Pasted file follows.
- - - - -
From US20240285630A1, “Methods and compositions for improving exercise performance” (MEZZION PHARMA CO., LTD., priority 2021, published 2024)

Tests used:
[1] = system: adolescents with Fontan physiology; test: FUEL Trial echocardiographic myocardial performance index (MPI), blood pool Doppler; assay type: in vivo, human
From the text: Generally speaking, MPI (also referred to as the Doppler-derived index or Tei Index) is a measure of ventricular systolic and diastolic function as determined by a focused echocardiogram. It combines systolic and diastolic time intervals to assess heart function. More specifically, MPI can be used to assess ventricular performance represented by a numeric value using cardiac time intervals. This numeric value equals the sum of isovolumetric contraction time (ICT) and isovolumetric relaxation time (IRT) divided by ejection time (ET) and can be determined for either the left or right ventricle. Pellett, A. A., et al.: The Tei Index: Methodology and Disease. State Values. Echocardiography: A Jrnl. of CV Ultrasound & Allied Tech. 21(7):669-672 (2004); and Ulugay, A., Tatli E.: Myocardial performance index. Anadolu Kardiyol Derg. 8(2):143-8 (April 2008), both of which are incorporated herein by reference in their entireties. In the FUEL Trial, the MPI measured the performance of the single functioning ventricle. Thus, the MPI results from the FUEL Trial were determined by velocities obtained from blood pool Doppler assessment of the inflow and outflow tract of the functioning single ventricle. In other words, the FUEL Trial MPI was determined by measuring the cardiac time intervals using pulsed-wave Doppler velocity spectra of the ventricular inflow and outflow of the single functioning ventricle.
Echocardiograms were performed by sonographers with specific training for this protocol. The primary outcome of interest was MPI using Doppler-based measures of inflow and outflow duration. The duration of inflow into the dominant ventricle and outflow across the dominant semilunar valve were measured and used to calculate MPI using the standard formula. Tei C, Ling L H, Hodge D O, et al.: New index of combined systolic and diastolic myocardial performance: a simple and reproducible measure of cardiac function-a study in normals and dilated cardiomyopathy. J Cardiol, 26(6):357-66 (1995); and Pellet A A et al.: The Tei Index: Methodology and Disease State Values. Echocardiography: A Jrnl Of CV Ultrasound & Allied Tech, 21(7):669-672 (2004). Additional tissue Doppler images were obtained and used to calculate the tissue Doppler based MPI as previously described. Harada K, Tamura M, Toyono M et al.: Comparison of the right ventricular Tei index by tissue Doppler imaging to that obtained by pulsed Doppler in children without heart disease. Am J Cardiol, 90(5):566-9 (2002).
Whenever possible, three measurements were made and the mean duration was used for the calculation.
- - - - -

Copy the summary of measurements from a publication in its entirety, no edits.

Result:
From US20240285630A1, “Methods and compositions for improving exercise performance” (MEZZION PHARMA CO., LTD., priority 2021, published 2024)

Tests used:
[1] = system: adolescents with Fontan physiology; test: FUEL Trial echocardiographic myocardial performance index (MPI), blood pool Doppler; assay type: in vivo, human
From the text: Generally speaking, MPI (also referred to as the Doppler-derived index or Tei Index) is a measure of ventricular systolic and diastolic function as determined by a focused echocardiogram. It combines systolic and diastolic time intervals to assess heart function. More specifically, MPI can be used to assess ventricular performance represented by a numeric value using cardiac time intervals. This numeric value equals the sum of isovolumetric contraction time (ICT) and isovolumetric relaxation time (IRT) divided by ejection time (ET) and can be determined for either the left or right ventricle. Pellett, A. A., et al.: The Tei Index: Methodology and Disease. State Values. Echocardiography: A Jrnl. of CV Ultrasound & Allied Tech. 21(7):669-672 (2004); and Ulugay, A., Tatli E.: Myocardial performance index. Anadolu Kardiyol Derg. 8(2):143-8 (April 2008), both of which are incorporated herein by reference in their entireties. In the FUEL Trial, the MPI measured the performance of the single functioning ventricle. Thus, the MPI results from the FUEL Trial were determined by velocities obtained from blood pool Doppler assessment of the inflow and outflow tract of the functioning single ventricle. In other words, the FUEL Trial MPI was determined by measuring the cardiac time intervals using pulsed-wave Doppler velocity spectra of the ventricular inflow and outflow of the single functioning ventricle.
Echocardiograms were performed by sonographers with specific training for this protocol. The primary outcome of interest was MPI using Doppler-based measures of inflow and outflow duration. The duration of inflow into the dominant ventricle and outflow across the dominant semilunar valve were measured and used to calculate MPI using the standard formula. Tei C, Ling L H, Hodge D O, et al.: New index of combined systolic and diastolic myocardial performance: a simple and reproducible measure of cardiac function-a study in normals and dilated cardiomyopathy. J Cardiol, 26(6):357-66 (1995); and Pellet A A et al.: The Tei Index: Methodology and Disease State Values. Echocardiography: A Jrnl Of CV Ultrasound & Allied Tech, 21(7):669-672 (2004). Additional tissue Doppler images were obtained and used to calculate the tissue Doppler based MPI as previously described. Harada K, Tamura M, Toyono M et al.: Comparison of the right ventricular Tei index by tissue Doppler imaging to that obtained by pulsed Doppler in children without heart disease. Am J Cardiol, 90(5):566-9 (2002).
Whenever possible, three measurements were made and the mean duration was used for the calculation.